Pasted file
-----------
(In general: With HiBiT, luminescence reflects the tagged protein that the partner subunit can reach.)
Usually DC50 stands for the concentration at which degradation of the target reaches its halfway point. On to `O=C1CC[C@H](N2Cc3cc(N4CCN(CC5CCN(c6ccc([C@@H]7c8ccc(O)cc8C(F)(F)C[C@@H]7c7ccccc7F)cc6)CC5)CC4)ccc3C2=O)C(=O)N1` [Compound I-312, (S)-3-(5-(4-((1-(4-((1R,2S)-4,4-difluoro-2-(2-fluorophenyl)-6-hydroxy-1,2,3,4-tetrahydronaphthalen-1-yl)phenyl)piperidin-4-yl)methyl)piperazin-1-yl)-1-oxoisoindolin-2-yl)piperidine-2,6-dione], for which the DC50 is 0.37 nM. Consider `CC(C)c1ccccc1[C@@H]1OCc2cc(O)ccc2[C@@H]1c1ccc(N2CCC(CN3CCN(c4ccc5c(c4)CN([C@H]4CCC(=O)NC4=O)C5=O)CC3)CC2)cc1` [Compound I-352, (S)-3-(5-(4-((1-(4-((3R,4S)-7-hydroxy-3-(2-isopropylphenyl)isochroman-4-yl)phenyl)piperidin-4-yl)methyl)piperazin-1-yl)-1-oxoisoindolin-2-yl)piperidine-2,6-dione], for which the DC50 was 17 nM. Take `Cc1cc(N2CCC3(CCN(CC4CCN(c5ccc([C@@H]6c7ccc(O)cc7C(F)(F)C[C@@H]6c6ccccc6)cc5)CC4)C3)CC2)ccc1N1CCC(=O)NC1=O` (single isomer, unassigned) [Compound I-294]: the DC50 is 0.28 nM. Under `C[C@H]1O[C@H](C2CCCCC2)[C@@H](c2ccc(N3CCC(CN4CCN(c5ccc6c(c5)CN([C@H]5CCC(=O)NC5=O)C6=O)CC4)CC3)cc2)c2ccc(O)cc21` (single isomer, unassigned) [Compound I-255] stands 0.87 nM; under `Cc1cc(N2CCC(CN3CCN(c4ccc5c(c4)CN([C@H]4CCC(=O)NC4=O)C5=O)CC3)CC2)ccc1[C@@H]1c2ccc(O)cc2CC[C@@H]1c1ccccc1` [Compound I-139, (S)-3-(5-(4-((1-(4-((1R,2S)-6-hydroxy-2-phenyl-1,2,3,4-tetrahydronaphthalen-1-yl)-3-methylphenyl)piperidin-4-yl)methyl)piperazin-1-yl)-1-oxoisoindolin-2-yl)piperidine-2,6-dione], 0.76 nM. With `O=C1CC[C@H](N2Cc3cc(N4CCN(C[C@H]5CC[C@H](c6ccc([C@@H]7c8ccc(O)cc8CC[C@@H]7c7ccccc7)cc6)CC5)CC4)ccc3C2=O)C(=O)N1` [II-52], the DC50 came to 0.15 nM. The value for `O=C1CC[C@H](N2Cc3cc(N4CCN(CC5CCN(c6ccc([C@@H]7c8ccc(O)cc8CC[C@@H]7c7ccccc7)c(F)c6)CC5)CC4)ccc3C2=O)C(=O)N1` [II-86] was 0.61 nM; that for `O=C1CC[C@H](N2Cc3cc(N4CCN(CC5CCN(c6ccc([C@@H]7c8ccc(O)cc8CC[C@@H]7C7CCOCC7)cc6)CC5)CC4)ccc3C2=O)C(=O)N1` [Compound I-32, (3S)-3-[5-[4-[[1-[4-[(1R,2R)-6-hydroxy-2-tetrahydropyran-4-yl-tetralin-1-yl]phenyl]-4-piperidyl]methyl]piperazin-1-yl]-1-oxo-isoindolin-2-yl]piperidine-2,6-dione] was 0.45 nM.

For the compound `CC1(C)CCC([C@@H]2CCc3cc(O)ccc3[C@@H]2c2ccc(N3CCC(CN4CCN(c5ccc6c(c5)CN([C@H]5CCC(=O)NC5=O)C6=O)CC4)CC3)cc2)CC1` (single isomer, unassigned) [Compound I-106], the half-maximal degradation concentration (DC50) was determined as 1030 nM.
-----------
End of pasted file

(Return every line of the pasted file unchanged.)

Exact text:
(In general: With HiBiT, luminescence reflects the tagged protein that the partner subunit can reach.)
Usually DC50 stands for the concentration at which degradation of the target reaches its halfway point. On to `O=C1CC[C@H](N2Cc3cc(N4CCN(CC5CCN(c6ccc([C@@H]7c8ccc(O)cc8C(F)(F)C[C@@H]7c7ccccc7F)cc6)CC5)CC4)ccc3C2=O)C(=O)N1` [Compound I-312, (S)-3-(5-(4-((1-(4-((1R,2S)-4,4-difluoro-2-(2-fluorophenyl)-6-hydroxy-1,2,3,4-tetrahydronaphthalen-1-yl)phenyl)piperidin-4-yl)methyl)piperazin-1-yl)-1-oxoisoindolin-2-yl)piperidine-2,6-dione], for which the DC50 is 0.37 nM. Consider `CC(C)c1ccccc1[C@@H]1OCc2cc(O)ccc2[C@@H]1c1ccc(N2CCC(CN3CCN(c4ccc5c(c4)CN([C@H]4CCC(=O)NC4=O)C5=O)CC3)CC2)cc1` [Compound I-352, (S)-3-(5-(4-((1-(4-((3R,4S)-7-hydroxy-3-(2-isopropylphenyl)isochroman-4-yl)phenyl)piperidin-4-yl)methyl)piperazin-1-yl)-1-oxoisoindolin-2-yl)piperidine-2,6-dione], for which the DC50 was 17 nM. Take `Cc1cc(N2CCC3(CCN(CC4CCN(c5ccc([C@@H]6c7ccc(O)cc7C(F)(F)C[C@@H]6c6ccccc6)cc5)CC4)C3)CC2)ccc1N1CCC(=O)NC1=O` (single isomer, unassigned) [Compound I-294]: the DC50 is 0.28 nM. Under `C[C@H]1O[C@H](C2CCCCC2)[C@@H](c2ccc(N3CCC(CN4CCN(c5ccc6c(c5)CN([C@H]5CCC(=O)NC5=O)C6=O)CC4)CC3)cc2)c2ccc(O)cc21` (single isomer, unassigned) [Compound I-255] stands 0.87 nM; under `Cc1cc(N2CCC(CN3CCN(c4ccc5c(c4)CN([C@H]4CCC(=O)NC4=O)C5=O)CC3)CC2)ccc1[C@@H]1c2ccc(O)cc2CC[C@@H]1c1ccccc1` [Compound I-139, (S)-3-(5-(4-((1-(4-((1R,2S)-6-hydroxy-2-phenyl-1,2,3,4-tetrahydronaphthalen-1-yl)-3-methylphenyl)piperidin-4-yl)methyl)piperazin-1-yl)-1-oxoisoindolin-2-yl)piperidine-2,6-dione], 0.76 nM. With `O=C1CC[C@H](N2Cc3cc(N4CCN(C[C@H]5CC[C@H](c6ccc([C@@H]7c8ccc(O)cc8CC[C@@H]7c7ccccc7)cc6)CC5)CC4)ccc3C2=O)C(=O)N1` [II-52], the DC50 came to 0.15 nM. The value for `O=C1CC[C@H](N2Cc3cc(N4CCN(CC5CCN(c6ccc([C@@H]7c8ccc(O)cc8CC[C@@H]7c7ccccc7)c(F)c6)CC5)CC4)ccc3C2=O)C(=O)N1` [II-86] was 0.61 nM; that for `O=C1CC[C@H](N2Cc3cc(N4CCN(CC5CCN(c6ccc([C@@H]7c8ccc(O)cc8CC[C@@H]7C7CCOCC7)cc6)CC5)CC4)ccc3C2=O)C(=O)N1` [Compound I-32, (3S)-3-[5-[4-[[1-[4-[(1R,2R)-6-hydroxy-2-tetrahydropyran-4-yl-tetralin-1-yl]phenyl]-4-piperidyl]methyl]piperazin-1-yl]-1-oxo-isoindolin-2-yl]piperidine-2,6-dione] was 0.45 nM.

For the compound `CC1(C)CCC([C@@H]2CCc3cc(O)ccc3[C@@H]2c2ccc(N3CCC(CN4CCN(c5ccc6c(c5)CN([C@H]5CCC(=O)NC5=O)C6=O)CC4)CC3)cc2)CC1` (single isomer, unassigned) [Compound I-106], the half-maximal degradation concentration (DC50) was determined as 1030 nM.